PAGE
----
Since 2010, the Education Law Center has published national report cards on how states are (or aren't) investing in their schools and students. "Is School Funding Fair? A National Report Card" released Wednesday, paints a worrying picture. In most states, ELC has found that public funding for schools is both unfair and inequitable: that is, not only are schools not receiving the funds they need, the schools that need funding the most are the ones with the most dramatic shortfalls.

What Are Community Schools?

At the Community Schools National Forum in Cincinnati last week, top educators from the US and abroad learned about a powerful new model for supporting all students and improving our nation's schools. Check out pictures and video from the event!

The key to ensuring access to educational opportunity for each and every child is to build a strong public school at the heart of every community.

Across the nation, advocates are beginning to use the idea of a "community school" as a model for improving their local education systems. At the Community Schools National Forum in Cincinnati last week, top educators from the US and abroad learned about this powerful new model and how it could be scaled up nationally. 

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2013 KIDS COUNT Data Book

Publication Date: 
Tue, 2013-07-09
Author: 
Annie E. Casey Foundation
Type: 
reports
Category: 
early-care-education

The 2013 KIDS COUNT Data Book provides a detailed picture of how children are faring in the United States. In addition to ranking states on overall child well-being, the Data Book ranks states in four domains: Economic Well-Being, Education, Health, and Family and Community.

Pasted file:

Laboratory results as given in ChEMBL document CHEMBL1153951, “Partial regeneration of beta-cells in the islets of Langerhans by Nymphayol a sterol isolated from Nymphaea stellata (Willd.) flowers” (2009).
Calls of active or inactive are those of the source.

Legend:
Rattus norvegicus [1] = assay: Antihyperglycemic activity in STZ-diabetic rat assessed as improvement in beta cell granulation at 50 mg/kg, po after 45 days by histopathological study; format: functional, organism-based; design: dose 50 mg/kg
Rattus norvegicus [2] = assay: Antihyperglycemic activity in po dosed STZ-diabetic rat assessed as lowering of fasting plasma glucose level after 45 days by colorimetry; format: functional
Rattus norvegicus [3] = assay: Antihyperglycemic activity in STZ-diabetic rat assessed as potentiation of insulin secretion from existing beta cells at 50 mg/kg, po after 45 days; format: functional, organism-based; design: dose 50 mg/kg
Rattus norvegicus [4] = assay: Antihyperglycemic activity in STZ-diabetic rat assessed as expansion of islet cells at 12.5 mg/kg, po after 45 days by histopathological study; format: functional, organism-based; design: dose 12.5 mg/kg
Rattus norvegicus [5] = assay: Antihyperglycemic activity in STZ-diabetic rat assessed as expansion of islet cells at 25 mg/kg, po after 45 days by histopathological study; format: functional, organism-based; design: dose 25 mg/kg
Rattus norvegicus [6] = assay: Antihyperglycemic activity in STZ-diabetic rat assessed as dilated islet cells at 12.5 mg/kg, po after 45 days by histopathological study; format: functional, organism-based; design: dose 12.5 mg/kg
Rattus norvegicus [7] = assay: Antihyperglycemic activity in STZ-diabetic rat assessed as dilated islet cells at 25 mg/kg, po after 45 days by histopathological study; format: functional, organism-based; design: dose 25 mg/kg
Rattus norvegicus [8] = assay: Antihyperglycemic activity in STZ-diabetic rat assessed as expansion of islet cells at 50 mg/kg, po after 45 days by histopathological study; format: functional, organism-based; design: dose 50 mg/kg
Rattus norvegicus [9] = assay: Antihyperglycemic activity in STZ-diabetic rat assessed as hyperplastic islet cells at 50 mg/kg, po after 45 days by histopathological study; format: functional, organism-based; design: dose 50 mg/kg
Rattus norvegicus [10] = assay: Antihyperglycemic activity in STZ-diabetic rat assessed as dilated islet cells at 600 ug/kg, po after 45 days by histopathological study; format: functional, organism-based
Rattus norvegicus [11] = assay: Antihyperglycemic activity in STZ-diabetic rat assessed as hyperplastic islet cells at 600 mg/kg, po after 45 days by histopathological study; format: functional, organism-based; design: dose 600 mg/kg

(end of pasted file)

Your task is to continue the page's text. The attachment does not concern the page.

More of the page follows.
An Education Declaration to Rebuild America

Every revolution needs a declaration. Against a backdrop of surging grassroots discontent with how the nation's K-12 public schools are currently governed, a diverse coalition of leaders from across the country have joined in support of "An Education Declaration to Rebuild America."

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Diverse Education Network Rejects 30 Years of Failed Policy,
Calls for New Direction Based on Research, Equity & Supports

Sign on and add your voice!

Health Equity Key to Ensuring Kids Ready for Class

Gerry Cobb, Director of State Services, BUILD Initiative

The BUILD Initiative recently invited teams from eight states across the country to participate in a two-day “mock grant opportunity" focused on developing state-level plans to eliminate disparities in young children's access to health services. Ensuring all students are healthy and ready for school is a key part of closing the opportunity gap in education.

This post originally appeared on the BUILD Initiative's website. BUILD works to encourage public investments in early learning and services that support children both in and outside the classroom.